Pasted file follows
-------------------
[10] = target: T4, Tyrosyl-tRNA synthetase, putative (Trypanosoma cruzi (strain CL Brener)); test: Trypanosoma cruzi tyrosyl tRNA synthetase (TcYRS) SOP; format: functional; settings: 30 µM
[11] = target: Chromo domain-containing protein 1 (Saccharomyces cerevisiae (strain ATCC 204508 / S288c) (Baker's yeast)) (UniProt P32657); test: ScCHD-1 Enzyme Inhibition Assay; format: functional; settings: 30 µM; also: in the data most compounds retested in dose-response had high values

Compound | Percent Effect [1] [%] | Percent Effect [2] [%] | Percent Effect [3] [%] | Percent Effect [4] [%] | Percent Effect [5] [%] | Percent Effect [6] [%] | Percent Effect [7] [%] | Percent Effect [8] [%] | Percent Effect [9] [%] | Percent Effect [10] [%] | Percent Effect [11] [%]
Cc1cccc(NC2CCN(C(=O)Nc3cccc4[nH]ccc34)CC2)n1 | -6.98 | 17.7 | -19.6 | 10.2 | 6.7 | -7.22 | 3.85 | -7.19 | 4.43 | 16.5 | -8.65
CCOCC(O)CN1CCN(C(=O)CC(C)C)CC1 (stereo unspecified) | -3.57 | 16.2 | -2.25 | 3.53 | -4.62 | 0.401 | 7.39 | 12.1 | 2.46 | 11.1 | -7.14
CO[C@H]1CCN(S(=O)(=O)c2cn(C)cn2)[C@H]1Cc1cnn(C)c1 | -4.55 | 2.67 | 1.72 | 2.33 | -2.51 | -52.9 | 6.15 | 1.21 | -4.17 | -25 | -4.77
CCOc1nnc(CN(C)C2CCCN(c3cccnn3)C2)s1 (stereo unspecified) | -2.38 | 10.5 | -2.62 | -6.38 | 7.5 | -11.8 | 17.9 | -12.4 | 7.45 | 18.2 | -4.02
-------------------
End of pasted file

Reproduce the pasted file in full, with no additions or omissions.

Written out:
[10] = target: T4, Tyrosyl-tRNA synthetase, putative (Trypanosoma cruzi (strain CL Brener)); test: Trypanosoma cruzi tyrosyl tRNA synthetase (TcYRS) SOP; format: functional; settings: 30 µM
[11] = target: Chromo domain-containing protein 1 (Saccharomyces cerevisiae (strain ATCC 204508 / S288c) (Baker's yeast)) (UniProt P32657); test: ScCHD-1 Enzyme Inhibition Assay; format: functional; settings: 30 µM; also: in the data most compounds retested in dose-response had high values

Compound | Percent Effect [1] [%] | Percent Effect [2] [%] | Percent Effect [3] [%] | Percent Effect [4] [%] | Percent Effect [5] [%] | Percent Effect [6] [%] | Percent Effect [7] [%] | Percent Effect [8] [%] | Percent Effect [9] [%] | Percent Effect [10] [%] | Percent Effect [11] [%]
Cc1cccc(NC2CCN(C(=O)Nc3cccc4[nH]ccc34)CC2)n1 | -6.98 | 17.7 | -19.6 | 10.2 | 6.7 | -7.22 | 3.85 | -7.19 | 4.43 | 16.5 | -8.65
CCOCC(O)CN1CCN(C(=O)CC(C)C)CC1 (stereo unspecified) | -3.57 | 16.2 | -2.25 | 3.53 | -4.62 | 0.401 | 7.39 | 12.1 | 2.46 | 11.1 | -7.14
CO[C@H]1CCN(S(=O)(=O)c2cn(C)cn2)[C@H]1Cc1cnn(C)c1 | -4.55 | 2.67 | 1.72 | 2.33 | -2.51 | -52.9 | 6.15 | 1.21 | -4.17 | -25 | -4.77
CCOc1nnc(CN(C)C2CCCN(c3cccnn3)C2)s1 (stereo unspecified) | -2.38 | 10.5 | -2.62 | -6.38 | 7.5 | -11.8 | 17.9 | -12.4 | 7.45 | 18.2 | -4.02